19. 19. Scalability of IoT Architecture • End Devices can be cheap, simple, low power, unmanaged • Protocol sophistication only in Propagator Nodes • Prune and trim broadcasts – building “buses” • Optional distributed intelligent agents in Propagator Nodes - Extend subscription preferences of Integrator Functions - Add security and proprietary functions - Extends “Software Defined Network” publish/ subscribe functionality to edge of network www.chirp-networks.com 19
  20. 20. Scalability: Broadcasts, Distribution, Addressing Chirps from end devices Collection GPS Location Pruning Bundling IPv6 Packet Propagator Node Context Temperature Motion Propagator Nodes create “Small Data” flows from Chirp data streams www.chirp-networks.com 20
  21. 21. Scalability: Loading “Buses” Chirps to-and-from end devices Buses to/from different destinations Chirps unloaded/ reloaded Propagator Node Buses to/from different integrator functions Real Time Scheduling at Propagator Node www.chirp-networks.com 21
  22. 22. Propagator Node – Chirp-Ready IoT “Hub” IPv6 Serial Wired or Wireless Chirp, IP, or Legacy Bluetooth Power line Infrared WiFi www.chirp-networks.com 22
  23. 23. Propagator Node Form-Factors Infrared LED transceivers Power Replication USB, Ethernet Etc. Propagator node integrated with Smart Meter AC Mains faceplate replacement Propagator node combined with Wi‐Fi Access Point www.chirp-networks.com 23
  24. 24. Propagator Nodes –Networking Capabilities • Developed on Open Source platform: OpenWrt, et al • Build structured trees among themselves - Path discovery, routing, redundancy, fail-over - Simplicity through “near-optimal” routing • Manage multicast: pruning, forwarding, spoofing, etc. • Optional integrated Publishing Agents participate in publish/subscribe bus, machine learning • Offer wide variety of end device interfaces: wired, wireless, optical, etc. www.chirp-networks.com 24
  25. 25. Current Development Focus • Extending patent portfolio, existing code base • OEM licensees and Military projects underway • Now developing Propagator Node and Chirp-to- IP code for OEM customer applications • Offshore team in India for custom development www.chirp-networks.com 25
  26. 26. Chirp Protocols for the Emerging IoT • Simpler protocol for simple devices • Self-classified for scalability • Permits publish / discover / subscribe • Standards – open-source with extensions • Public and private fields for extensibility • Control loop flexibility • The challenge is scale, not address space www.chirp-networks.com 26
  27. 27. Support Slides www.chirp-networks.com 27
  28. 28. M2M Lesson from Nature: Autonomy and Control Devices operate independently, but may act in concert with external “cues” www.chirp-networks.com 28
  29. 29. Lower-Level Autonomy, Higher-Level Oversight IP IP IP IP Round-Trip Control Loops IP “Propagator” Lightweight chirp protocol only IP IP Dual Isochronous Control Loops IP overhead for every end device Traditional Emerging IoT www.chirp-networks.com 29
  30. 30. Progressive Refinements in Machine Control Loops Local Low Level Control L Lawn Sprinkler Actuator Valve Remote Control Model refinement Integrator Q: Did Sprinkler Turn On? A: No. R Propagator Relay Node Local Integrator CAUSAL INFERENCE ENGINE 1. Upstream Water Pressure good 2. Downstream Flow Absent Real and Virtual Sensor Publish/Subscribe Stream “ON” “OFF” Upstream Remote Pressure Sensor Down Stream Remote Flow Sensor S www.chirp-networks.com 30
  31. 31. Self-Classification (Pollen-like) for IoT: “Chirps” Public Section (mandatory) Private Section (optional) Marker Pointer (4 bits) 8 bit Marker 4 bit Marker 12 22 243 16 23 255 4 251 6 Agent ID Agent ID Total chirp length with 2 Byte Public Field, 4 bit Marker, 1 Byte Payload = 5.0 bytes 5.0 Bytes with 1 Byte Payload 6.0 Bytes with 2 Byte Payload 7.0 Bytes with 3 Byte Payload 04 22 243 06 02 255 03 8.0 Bytes with 4 Byte Payload www.chirp-networks.com 31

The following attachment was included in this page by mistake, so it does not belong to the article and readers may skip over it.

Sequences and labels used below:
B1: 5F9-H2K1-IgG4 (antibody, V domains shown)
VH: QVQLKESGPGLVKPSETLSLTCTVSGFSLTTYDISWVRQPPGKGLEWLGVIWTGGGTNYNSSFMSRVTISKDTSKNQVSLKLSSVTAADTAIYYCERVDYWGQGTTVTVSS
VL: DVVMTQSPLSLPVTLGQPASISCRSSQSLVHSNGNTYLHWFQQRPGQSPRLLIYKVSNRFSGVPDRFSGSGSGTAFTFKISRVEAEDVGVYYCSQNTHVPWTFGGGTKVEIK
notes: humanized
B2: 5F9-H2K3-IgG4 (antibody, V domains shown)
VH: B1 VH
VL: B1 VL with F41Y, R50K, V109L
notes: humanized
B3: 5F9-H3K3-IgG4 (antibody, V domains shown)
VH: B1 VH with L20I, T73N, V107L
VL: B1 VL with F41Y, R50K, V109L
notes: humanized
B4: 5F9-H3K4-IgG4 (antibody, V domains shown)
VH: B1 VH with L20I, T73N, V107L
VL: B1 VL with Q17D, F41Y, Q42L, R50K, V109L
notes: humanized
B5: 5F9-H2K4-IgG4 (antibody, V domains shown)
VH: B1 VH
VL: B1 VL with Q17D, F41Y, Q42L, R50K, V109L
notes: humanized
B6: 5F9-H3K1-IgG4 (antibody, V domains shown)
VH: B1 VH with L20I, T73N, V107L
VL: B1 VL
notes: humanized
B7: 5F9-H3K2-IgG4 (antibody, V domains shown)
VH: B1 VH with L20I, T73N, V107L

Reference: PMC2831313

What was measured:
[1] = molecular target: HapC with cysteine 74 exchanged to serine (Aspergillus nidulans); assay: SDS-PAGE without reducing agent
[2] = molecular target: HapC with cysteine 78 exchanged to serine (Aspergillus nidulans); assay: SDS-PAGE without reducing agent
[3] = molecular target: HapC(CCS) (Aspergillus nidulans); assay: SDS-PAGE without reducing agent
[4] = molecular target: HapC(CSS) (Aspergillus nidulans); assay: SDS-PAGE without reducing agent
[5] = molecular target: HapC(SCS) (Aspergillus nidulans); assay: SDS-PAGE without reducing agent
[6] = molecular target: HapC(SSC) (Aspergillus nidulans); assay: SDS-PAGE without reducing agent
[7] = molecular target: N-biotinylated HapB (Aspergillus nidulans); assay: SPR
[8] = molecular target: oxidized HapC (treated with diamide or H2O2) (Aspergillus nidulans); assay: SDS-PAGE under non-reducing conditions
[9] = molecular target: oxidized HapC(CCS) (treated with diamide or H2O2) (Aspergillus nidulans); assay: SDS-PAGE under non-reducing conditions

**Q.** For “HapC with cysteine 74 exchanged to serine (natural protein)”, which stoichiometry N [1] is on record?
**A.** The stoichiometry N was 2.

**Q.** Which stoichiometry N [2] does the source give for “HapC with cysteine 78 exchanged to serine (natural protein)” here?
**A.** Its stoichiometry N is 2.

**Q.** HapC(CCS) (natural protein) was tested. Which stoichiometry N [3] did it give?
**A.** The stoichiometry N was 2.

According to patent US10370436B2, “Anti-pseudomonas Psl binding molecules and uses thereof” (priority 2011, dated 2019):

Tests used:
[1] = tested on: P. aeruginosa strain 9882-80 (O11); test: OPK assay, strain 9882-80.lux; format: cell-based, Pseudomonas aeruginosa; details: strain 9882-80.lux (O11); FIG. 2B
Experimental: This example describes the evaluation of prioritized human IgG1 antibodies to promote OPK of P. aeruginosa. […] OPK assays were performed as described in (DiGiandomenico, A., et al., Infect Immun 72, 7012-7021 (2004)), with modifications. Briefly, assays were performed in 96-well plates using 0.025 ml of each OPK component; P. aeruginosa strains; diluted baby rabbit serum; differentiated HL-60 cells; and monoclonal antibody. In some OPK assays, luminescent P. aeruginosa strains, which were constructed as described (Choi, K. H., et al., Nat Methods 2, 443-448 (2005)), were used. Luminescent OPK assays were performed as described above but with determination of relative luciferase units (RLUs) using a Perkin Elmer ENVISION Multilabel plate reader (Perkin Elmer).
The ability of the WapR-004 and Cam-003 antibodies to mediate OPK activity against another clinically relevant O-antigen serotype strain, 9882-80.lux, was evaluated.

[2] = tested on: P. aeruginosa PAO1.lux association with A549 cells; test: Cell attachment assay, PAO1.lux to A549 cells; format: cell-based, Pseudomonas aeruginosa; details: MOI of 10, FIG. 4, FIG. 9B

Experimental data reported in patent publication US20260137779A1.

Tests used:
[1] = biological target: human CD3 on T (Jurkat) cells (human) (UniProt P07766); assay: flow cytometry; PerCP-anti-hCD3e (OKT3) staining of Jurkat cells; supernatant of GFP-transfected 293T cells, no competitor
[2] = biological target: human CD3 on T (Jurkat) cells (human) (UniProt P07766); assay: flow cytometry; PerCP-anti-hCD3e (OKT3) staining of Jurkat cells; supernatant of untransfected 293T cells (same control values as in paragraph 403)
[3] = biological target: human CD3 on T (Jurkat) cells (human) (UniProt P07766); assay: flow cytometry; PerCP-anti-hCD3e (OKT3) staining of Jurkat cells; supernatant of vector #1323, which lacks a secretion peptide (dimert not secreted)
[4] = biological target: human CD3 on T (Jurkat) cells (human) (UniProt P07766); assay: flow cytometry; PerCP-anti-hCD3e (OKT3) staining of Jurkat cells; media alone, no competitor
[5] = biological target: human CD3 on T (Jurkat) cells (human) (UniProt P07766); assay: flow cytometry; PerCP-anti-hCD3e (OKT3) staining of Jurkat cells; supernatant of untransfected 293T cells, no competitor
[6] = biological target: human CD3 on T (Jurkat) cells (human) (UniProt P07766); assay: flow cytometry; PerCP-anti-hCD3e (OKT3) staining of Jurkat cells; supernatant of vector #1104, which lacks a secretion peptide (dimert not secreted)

32. 32. Importance of Open Source for Chirp Protocols • Too big, too much data, too unmanageable • Lessons from nature - Only publish /discover / subscribe can scale - Self-classified data necessary so receivers may select • Open Source taxonomy is scalable and distributed. • Top Level Taxonomy is open. • Extensible Sensor type Library • Extensible Actuator type Library • Enterprises and OEMs may develop custom and proprietary extensions for Private fields www.chirp-networks.com 32
  33. 33. Even “Closed” Flows Will Offer Open Source Information • Specifics of data stream may be private, but “affinities” are still observable - Information about number, location, and activity of devices (and much more) - Adds information to Open Source Taxonomy • Analogous to Twitter Discovery Functions • Every additional end device potentially adds to Open Source knowledge base www.chirp-networks.com 33
  34. 34. Security Must be Incremental to Open Source Format • Basic Chirp published and open to all - As in nature’s pheromones and birdsong • Private fields within Chirp may create “lock-and-key” relationship in OEM and proprietary applications - As in pollen – receiver determines • Further security achieved through distributed agents in Propagator Nodes • Secure data may still flow through Propagator Node network with open data, but is unintelligible - From nature: air transports both proprietary (e.g., pollen) and open “signals” (e.g., pheromones) www.chirp-networks.com 34
  35. 35. Security Must be Incremental DNA Pointer: 4 bytes, 8 bit Marker (1010) 12 22 243 16 23 255 4 251 6 Public Section (mandatory) Private Section (optional) Public Agent ID is 4.8.255 (4 byte Public, 8 bit Marker, DNA 255 (Subscribed) Agent states: Classification is 8.8.8.8 (1 byte each) Decrypted Chirp Class: 4.8.22.243.16.23. Its payload requires another Agent Private Agent 1.4.6 (for 4.8.22.243.16.23) decodes value (251) Chirp with public (open) payloads have shorter classifications e.g. Chirp Class 4.8.22: Temp=243F Pressure=16psi Humidity=23%. Larger Packets intended for slower transport. Enterprises may define their (internal) classification schemes. Discovery of “unknown” chirp classes detected, addressed in SIGs. Distributed, organic growth of chirp classification taxonomy. www.chirp-networks.com 35